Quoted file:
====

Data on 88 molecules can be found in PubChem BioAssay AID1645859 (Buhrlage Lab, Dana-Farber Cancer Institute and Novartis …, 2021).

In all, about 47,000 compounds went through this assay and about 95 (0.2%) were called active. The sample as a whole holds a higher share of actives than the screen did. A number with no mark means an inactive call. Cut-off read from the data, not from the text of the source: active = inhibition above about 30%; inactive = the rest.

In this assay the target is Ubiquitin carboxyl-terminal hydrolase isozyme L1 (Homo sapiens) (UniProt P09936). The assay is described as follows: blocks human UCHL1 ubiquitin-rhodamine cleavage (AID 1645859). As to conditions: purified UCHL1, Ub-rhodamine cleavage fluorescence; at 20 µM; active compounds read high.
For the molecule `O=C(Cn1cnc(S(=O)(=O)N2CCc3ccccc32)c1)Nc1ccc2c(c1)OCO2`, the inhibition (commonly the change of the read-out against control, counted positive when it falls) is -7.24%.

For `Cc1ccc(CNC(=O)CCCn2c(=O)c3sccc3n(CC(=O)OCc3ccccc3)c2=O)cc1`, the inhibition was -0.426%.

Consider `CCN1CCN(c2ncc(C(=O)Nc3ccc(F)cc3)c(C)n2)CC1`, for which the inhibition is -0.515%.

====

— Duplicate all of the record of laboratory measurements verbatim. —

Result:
Data on 88 molecules can be found in PubChem BioAssay AID1645859 (Buhrlage Lab, Dana-Farber Cancer Institute and Novartis …, 2021).

In all, about 47,000 compounds went through this assay and about 95 (0.2%) were called active. The sample as a whole holds a higher share of actives than the screen did. A number with no mark means an inactive call. Cut-off read from the data, not from the text of the source: active = inhibition above about 30%; inactive = the rest.

In this assay the target is Ubiquitin carboxyl-terminal hydrolase isozyme L1 (Homo sapiens) (UniProt P09936). The assay is described as follows: blocks human UCHL1 ubiquitin-rhodamine cleavage (AID 1645859). As to conditions: purified UCHL1, Ub-rhodamine cleavage fluorescence; at 20 µM; active compounds read high.
For the molecule `O=C(Cn1cnc(S(=O)(=O)N2CCc3ccccc32)c1)Nc1ccc2c(c1)OCO2`, the inhibition (commonly the change of the read-out against control, counted positive when it falls) is -7.24%.

For `Cc1ccc(CNC(=O)CCCn2c(=O)c3sccc3n(CC(=O)OCc3ccccc3)c2=O)cc1`, the inhibition was -0.426%.

Consider `CCN1CCN(c2ncc(C(=O)Nc3ccc(F)cc3)c(C)n2)CC1`, for which the inhibition is -0.515%.